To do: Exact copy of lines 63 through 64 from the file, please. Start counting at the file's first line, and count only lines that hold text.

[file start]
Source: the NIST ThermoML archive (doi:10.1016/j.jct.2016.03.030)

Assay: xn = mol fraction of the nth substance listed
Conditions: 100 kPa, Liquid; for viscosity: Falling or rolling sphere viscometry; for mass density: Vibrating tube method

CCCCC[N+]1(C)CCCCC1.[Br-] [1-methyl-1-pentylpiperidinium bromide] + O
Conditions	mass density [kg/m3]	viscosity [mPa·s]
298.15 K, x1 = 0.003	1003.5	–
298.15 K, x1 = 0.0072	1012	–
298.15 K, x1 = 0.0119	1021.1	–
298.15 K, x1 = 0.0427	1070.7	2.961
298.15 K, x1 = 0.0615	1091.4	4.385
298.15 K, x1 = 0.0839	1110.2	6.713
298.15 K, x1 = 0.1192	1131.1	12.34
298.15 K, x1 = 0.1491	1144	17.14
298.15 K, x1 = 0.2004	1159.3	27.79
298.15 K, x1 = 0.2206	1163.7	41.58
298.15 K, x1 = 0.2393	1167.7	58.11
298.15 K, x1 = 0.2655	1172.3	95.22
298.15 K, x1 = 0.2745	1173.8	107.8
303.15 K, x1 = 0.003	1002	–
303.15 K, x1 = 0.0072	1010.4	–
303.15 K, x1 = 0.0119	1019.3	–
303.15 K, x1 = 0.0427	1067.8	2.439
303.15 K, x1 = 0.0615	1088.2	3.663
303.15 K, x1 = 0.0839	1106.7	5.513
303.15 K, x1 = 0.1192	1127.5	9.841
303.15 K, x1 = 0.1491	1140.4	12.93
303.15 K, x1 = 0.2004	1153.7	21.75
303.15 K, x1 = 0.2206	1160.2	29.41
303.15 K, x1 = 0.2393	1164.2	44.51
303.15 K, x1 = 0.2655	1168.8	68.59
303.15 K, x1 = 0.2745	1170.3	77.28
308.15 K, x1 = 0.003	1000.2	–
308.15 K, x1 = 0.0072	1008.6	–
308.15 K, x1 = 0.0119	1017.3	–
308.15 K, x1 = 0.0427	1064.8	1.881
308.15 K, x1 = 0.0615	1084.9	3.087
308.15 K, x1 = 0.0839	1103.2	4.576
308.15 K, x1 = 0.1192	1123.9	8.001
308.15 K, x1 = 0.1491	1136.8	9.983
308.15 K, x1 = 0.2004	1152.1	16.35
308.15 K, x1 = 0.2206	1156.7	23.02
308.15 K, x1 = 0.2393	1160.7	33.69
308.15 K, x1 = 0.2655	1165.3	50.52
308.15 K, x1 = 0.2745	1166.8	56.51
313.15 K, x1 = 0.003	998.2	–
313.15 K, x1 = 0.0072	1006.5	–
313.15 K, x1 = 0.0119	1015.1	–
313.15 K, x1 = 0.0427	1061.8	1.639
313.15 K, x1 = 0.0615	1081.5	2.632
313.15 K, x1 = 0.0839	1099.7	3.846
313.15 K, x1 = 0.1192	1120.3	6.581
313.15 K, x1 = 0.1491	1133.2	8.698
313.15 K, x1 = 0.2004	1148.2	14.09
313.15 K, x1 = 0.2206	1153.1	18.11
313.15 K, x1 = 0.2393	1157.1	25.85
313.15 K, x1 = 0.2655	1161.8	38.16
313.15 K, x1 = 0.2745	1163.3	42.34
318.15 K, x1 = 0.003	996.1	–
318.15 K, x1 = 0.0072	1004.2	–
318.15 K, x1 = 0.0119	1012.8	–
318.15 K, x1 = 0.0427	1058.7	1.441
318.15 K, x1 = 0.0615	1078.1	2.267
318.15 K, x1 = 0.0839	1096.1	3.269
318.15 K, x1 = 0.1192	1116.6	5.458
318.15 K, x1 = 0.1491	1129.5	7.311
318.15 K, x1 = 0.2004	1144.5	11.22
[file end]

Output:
318.15 K, x1 = 0.0839	1096.1	3.269
318.15 K, x1 = 0.1192	1116.6	5.458